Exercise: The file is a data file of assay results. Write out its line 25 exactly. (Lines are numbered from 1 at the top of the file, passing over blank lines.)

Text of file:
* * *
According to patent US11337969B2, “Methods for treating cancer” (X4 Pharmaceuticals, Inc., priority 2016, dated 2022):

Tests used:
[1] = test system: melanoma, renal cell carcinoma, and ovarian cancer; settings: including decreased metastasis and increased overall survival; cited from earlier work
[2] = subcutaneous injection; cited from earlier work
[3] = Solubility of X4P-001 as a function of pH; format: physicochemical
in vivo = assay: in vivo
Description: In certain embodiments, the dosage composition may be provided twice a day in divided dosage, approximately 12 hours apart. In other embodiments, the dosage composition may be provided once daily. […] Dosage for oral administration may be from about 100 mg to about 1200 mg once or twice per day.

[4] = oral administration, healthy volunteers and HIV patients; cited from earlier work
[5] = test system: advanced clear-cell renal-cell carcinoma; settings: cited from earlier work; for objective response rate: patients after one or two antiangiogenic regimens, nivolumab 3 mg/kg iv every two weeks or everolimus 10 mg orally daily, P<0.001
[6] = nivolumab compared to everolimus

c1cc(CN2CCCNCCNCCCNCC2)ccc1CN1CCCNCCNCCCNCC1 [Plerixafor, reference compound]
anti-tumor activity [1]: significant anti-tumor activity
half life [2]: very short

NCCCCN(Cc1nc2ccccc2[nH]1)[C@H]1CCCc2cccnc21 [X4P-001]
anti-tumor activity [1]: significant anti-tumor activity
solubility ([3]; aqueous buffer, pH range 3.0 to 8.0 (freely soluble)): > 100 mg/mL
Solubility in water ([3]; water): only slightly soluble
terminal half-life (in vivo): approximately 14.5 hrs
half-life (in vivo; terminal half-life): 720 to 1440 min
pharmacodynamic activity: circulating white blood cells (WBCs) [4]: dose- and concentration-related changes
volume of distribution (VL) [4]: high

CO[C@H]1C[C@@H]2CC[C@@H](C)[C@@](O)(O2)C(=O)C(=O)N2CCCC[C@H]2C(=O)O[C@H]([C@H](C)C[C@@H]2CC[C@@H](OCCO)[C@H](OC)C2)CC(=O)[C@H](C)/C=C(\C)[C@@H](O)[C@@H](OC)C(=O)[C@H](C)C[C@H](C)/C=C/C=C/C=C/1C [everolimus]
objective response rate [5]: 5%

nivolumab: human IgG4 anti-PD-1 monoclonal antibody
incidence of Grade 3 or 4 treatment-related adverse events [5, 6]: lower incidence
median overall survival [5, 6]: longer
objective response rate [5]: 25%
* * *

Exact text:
incidence of Grade 3 or 4 treatment-related adverse events [5, 6]: lower incidence